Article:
Sommeliers Recommend New Sips for Spring

Spring is here – time to put the big reds back into the cellar and try something new. I asked five local sommeliers what’s hot. Here are your perfect pairings for the annual flower count.

Carmen Parry, Sommelier

Spring, for me, is the time for aromatic blends, and lots of them! Look for blends inspired by Alsace with lots of lifted floral notes and frisky flavours of lychee, guava, lime, and a whole host of other tropical fruit. Rieslings and Pinot Blanc and Gewurztraminer, all make great backbones of these standout blends.
This year I think we will also see Sherry finally make its resurgence. I’m in love with Sherry cocktails, the food pairings are endless, and Sherry is really a star on its own. Spring for me is a great time to start out with a lovely Fino sherry and think about the summer to come.

Nolan Wilson FWS, Wine Steward

What’s better to pair with spring then something new and fresh? Vancouver Island is still discovering its identity within BC’s wine industry, but I think that Averill Creek has touched on a category that our Island will do well with. “Charm de L’ile”, is a charmant method (prosecco style) sparkling white wine with equal parts pinot gris and pinot noir.
Unsworth winery purchased this new equipment with the intent of producing their own bubbles, but also in the hope of leasing their tank to local wineries. Averill Creek was the first to jump in and the result is a clear, bright sparkling wine that is expressing youthful aromas of crisp lemon zest, green apples and a soft yeasty finish. The palate is dry and very fresh with soft flavors of apples, pears, and biscuity lees that are tied together with a lively mousse. At approximately $20 this wine is perfect at any time, for any reason. I suggest pairing with a patio and friends. Cheers!

Pamela Sanderson, Regional Manager, Cascadia Liquor Stores

When I think of spring I think of fresh, lively wines that are lighter, fruitier and possibly crisper than wines I enjoy during the colder season. Some wines that fit this description are Avelada Vinho Verde from Portugal, Damasco from the Cowichan Valley or Txakoli from the Basque Region in Spain. Roses are also high on my list for the spring and summer; Quill Rose from Blue Grouse is lovely.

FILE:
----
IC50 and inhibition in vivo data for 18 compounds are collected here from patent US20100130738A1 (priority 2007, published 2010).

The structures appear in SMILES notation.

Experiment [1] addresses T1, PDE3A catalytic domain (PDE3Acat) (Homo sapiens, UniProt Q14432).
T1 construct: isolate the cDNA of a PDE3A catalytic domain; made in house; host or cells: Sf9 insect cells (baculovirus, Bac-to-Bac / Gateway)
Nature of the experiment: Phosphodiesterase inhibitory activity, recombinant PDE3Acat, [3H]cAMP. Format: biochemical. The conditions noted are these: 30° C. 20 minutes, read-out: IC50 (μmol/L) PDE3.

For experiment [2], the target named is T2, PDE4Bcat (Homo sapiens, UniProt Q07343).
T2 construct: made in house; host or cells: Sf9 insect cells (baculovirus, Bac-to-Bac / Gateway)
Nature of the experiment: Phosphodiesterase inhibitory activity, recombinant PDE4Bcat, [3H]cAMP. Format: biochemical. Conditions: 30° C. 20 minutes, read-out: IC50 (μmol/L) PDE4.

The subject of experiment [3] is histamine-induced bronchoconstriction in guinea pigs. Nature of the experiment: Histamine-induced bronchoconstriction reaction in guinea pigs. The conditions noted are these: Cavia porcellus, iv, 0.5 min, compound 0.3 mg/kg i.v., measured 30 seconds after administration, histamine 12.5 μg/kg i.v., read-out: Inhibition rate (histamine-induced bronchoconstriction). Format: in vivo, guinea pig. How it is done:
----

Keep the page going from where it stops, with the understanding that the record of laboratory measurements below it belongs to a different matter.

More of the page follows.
Both these styles of wines pair nicely with the often lighter fare enjoyed in spring in contrast to heavier, heartier dishes in winter.

Kyle Bruce, Sommelier, Wine Director and Empress Room Manager at the Fairmont Empress.

This year for spring I think we’re going to see a significant growth in Spanish varieties, both from Spain as well as those being grown in the Pacific Northwest. We will continue to see a focus on single vineyard products, and wild yeast ferments. These add to the expression of the terrior, giving the consumer a true sense of place in the glass. I believe we will also see continued growth in guests wanting to pick the brain of the Sommelier, and a willingness to try our off-the-wall favourites.

Josh Clark, Sommelier Il Terrazzo Ristorante, Victoria Wine Festival

Spring is a time for growth and renewal. Why not apply that to your wine selections? Trust in others to help you find the right bottle to suit your tastes. Whether it be in a wine shop or in a restaurant there is always someone available to show you something new. Ask them!
Everyone that drinks wine is different and I always approach every recommendation individually. I like to show people new wines without taking them too far out of their comfort zone both with style and (usually) more importantly price point. For example, if you enjoy a new world cabernet sauvignon, I’d suggest a more modern style “SuperTuscan” blend from Italy or something from the South of France.


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